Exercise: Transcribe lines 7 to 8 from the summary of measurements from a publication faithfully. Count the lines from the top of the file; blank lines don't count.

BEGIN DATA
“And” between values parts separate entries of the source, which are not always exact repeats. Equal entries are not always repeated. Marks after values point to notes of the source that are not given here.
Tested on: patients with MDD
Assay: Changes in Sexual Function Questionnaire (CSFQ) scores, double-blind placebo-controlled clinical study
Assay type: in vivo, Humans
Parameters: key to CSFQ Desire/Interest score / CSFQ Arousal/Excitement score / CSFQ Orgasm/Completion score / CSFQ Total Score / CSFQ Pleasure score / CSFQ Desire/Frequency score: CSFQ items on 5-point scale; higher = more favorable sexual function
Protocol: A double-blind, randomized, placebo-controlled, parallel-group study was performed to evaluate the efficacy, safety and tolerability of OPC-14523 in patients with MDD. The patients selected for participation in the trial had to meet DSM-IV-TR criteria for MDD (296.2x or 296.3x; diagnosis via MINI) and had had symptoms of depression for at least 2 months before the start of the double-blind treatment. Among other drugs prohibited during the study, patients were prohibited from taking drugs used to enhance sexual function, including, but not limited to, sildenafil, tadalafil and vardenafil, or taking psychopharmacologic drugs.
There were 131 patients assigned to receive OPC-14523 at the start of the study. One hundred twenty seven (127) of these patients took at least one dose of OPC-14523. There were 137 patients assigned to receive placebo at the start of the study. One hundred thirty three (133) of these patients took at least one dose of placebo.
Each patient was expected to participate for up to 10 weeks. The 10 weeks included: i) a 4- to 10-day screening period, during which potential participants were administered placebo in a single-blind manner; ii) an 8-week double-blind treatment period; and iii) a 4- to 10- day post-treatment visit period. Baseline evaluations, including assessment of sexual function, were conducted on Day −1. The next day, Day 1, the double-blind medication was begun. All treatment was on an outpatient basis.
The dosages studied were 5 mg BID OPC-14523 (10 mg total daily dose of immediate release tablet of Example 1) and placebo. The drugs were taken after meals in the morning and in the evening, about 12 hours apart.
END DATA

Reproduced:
There were 131 patients assigned to receive OPC-14523 at the start of the study. One hundred twenty seven (127) of these patients took at least one dose of OPC-14523. There were 137 patients assigned to receive placebo at the start of the study. One hundred thirty three (133) of these patients took at least one dose of placebo.
Each patient was expected to participate for up to 10 weeks. The 10 weeks included: i) a 4- to 10-day screening period, during which potential participants were administered placebo in a single-blind manner; ii) an 8-week double-blind treatment period; and iii) a 4- to 10- day post-treatment visit period. Baseline evaluations, including assessment of sexual function, were conducted on Day −1. The next day, Day 1, the double-blind medication was begun. All treatment was on an outpatient basis.